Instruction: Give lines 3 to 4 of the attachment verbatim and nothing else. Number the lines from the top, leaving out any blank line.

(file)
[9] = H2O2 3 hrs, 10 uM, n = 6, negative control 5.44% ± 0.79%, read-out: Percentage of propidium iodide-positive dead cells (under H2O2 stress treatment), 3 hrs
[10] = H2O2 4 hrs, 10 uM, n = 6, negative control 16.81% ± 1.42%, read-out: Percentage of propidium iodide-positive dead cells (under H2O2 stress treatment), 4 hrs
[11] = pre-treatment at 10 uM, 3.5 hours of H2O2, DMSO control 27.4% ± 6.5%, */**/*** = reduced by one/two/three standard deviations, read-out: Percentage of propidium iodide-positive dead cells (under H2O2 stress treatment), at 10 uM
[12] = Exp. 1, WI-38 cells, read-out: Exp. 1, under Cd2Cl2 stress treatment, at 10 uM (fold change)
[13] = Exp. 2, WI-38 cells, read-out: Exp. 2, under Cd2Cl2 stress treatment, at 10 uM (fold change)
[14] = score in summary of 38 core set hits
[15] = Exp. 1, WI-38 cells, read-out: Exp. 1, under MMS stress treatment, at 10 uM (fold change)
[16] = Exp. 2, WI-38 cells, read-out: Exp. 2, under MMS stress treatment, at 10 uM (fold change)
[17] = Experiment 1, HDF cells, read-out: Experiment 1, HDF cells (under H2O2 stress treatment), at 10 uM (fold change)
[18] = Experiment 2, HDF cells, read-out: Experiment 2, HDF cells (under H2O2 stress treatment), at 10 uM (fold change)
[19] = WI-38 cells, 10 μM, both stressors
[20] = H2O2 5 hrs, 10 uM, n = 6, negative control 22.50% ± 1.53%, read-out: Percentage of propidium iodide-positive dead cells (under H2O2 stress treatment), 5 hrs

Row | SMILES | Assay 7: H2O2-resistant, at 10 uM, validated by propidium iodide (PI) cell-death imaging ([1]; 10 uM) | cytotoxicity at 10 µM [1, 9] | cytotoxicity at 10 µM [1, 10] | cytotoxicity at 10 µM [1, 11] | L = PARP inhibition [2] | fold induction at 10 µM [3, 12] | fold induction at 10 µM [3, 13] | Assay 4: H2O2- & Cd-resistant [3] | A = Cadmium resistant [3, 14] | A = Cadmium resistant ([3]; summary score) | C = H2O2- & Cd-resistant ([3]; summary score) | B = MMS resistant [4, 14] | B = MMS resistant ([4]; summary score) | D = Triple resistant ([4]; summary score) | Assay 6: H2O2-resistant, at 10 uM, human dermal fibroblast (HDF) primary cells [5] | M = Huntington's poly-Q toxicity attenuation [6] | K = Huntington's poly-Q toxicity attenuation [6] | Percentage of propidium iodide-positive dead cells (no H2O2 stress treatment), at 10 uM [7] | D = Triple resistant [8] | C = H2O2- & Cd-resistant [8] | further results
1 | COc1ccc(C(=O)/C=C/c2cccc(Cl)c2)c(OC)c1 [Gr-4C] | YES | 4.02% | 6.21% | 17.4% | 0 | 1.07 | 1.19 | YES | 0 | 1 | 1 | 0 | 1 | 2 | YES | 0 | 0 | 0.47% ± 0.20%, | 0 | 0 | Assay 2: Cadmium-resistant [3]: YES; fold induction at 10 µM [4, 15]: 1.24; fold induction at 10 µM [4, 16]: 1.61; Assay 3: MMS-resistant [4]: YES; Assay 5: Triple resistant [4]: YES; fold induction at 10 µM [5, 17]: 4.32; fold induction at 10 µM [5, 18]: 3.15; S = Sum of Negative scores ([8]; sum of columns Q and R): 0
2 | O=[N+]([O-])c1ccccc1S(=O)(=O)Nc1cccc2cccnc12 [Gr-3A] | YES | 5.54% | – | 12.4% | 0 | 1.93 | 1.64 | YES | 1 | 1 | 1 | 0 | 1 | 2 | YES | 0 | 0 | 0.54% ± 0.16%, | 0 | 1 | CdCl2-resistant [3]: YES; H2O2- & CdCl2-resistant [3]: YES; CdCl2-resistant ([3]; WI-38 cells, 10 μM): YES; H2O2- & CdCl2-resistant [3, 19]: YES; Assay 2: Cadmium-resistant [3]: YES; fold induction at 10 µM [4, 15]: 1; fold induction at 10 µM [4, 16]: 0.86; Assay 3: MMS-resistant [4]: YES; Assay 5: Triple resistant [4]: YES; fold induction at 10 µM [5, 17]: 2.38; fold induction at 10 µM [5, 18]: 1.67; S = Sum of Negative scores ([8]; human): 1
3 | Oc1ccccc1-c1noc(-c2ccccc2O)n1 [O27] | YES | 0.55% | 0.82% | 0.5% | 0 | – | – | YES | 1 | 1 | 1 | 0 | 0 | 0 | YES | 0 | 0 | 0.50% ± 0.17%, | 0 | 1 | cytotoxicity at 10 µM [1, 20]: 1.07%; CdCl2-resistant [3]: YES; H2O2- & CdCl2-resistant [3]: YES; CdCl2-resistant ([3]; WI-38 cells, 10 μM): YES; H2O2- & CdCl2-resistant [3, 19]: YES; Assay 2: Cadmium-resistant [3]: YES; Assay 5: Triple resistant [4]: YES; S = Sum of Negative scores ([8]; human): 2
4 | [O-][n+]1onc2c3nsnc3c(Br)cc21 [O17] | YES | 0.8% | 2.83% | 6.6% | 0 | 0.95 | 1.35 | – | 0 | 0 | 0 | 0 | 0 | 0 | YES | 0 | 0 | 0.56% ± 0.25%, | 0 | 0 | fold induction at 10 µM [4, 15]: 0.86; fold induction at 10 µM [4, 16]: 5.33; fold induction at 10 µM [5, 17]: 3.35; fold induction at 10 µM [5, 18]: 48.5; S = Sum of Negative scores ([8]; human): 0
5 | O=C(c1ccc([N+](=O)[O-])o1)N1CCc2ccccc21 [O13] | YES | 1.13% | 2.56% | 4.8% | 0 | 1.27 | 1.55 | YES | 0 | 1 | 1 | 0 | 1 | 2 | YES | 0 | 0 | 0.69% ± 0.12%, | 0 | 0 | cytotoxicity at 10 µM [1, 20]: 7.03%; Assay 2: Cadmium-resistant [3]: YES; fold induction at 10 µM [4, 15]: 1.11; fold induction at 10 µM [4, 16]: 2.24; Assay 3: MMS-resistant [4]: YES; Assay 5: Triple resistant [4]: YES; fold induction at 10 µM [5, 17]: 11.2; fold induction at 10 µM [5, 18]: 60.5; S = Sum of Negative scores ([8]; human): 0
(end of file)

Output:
[11] = pre-treatment at 10 uM, 3.5 hours of H2O2, DMSO control 27.4% ± 6.5%, */**/*** = reduced by one/two/three standard deviations, read-out: Percentage of propidium iodide-positive dead cells (under H2O2 stress treatment), at 10 uM
[12] = Exp. 1, WI-38 cells, read-out: Exp. 1, under Cd2Cl2 stress treatment, at 10 uM (fold change)